The woven designs are in colours picked from the Allied flags and messages were often themed around victory. “United We Stand”, “Right Is Might” and “Glory To The Allies” are among the popular epithets, while probably every English regiment is represented by a card depicting its cap badge and flag, as is the Royal Flying Corps, founded in 1912 and still in its infancy.
Easily the most delightful are the cards intended for wives and sweethearts. They are invariably decorated in ravishing colours with bouquets or basket of flowers often held in the beaks of exotic birds.
Messages are sweetly sentimental. “Thinking of You”, “Your Soldier Boy”, “To My Dear Mother/Sister/Sweetheart”, “Not Absent in My Thoughts”, and so on are as commonplace today as they clearly were then.
Another interesting feature of the cards is a delicate woven pouch or envelope-like flap worked into the silk mesh which often still contains the small printed card they were meant to contain.
It’s a curious addition, given that the card is printed with a message not unlike that embroidered on the front of a postcard.
Its purpose is unclear other than perhaps the intention of the manufacturer that the card should be used by the sender on which to write a personal message.
Rarity, condition and subject matter governs prices. A dated card is always more valuable, particularly if the date is a distinctive feature of the woven design.
Cards woven with regimental badges are sought after by both postcard collectors and collectors of militaria, the double demand easily doubling value.
Cards decorated with a biplane or an airship or a battleship are among the most valuable, particularly if named and identified.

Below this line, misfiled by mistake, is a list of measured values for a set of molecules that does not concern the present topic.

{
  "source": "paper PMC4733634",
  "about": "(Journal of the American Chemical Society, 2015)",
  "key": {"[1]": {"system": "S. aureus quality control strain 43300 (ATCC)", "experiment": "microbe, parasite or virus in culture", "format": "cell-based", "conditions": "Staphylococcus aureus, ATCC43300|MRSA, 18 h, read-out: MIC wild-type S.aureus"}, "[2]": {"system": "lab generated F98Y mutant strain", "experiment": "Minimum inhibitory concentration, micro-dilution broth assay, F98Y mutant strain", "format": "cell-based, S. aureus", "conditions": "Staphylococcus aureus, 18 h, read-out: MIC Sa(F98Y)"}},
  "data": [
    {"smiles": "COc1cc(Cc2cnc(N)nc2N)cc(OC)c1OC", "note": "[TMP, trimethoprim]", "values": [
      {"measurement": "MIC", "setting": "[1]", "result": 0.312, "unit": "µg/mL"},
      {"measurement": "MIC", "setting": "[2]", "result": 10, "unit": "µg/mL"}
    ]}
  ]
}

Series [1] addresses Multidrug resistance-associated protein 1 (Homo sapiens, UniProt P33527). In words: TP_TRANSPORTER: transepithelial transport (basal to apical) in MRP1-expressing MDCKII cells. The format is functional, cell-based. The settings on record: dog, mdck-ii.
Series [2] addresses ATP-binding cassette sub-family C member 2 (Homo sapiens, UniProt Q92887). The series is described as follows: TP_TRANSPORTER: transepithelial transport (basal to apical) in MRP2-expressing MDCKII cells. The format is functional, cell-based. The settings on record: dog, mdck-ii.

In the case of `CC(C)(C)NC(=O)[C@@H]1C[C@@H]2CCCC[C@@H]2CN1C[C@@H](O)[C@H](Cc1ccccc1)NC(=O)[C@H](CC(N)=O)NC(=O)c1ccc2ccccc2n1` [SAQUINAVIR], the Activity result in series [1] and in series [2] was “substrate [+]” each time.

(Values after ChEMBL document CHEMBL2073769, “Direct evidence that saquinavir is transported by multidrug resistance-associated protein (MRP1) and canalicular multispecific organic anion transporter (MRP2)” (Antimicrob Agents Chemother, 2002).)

Cards with the flap or pouch are worth more if they still contain the printed card, and a card which is in mint condition and blank is more desirable than one which is grubby and written on.
Since they are still relatively common, cards which are damaged in any way should be avoided.
There are various ways of displaying a collection. Collectors’ clubs and good-quality stationers produce albums fitted with plastic sleeves designed specifically to hold postcards which are handy if you own a large number.
Similarly, it is possible to find vintage postcard albums which are perfect for displaying a smaller collection.
However, given their intrinsic beauty and striking colours First World War silk postcards look stunning when they are mounted together, framed and hung on the wall.
If you choose this latter course, be sure to hang the cards out of direct sunlight. The colours will become bleached and faded in the space of a few weeks and once the damage is done, the cards are rendered worthless.
While I mention the C word reluctantly, a silk postcard inscribed “Merry Christmas” and decorated with a suitable festive image — see the one above of the Robin standing on the Yuletide log — makes a charming alternative to the modern commercial nonsense which pass as Christmas cards today.
Who knows, it might set the recipient off on a new collecting venture.
Pictures show a selection of cards with values between £10-25. Notice particularly the Christmas robin and the Buffs with the Welsh dragon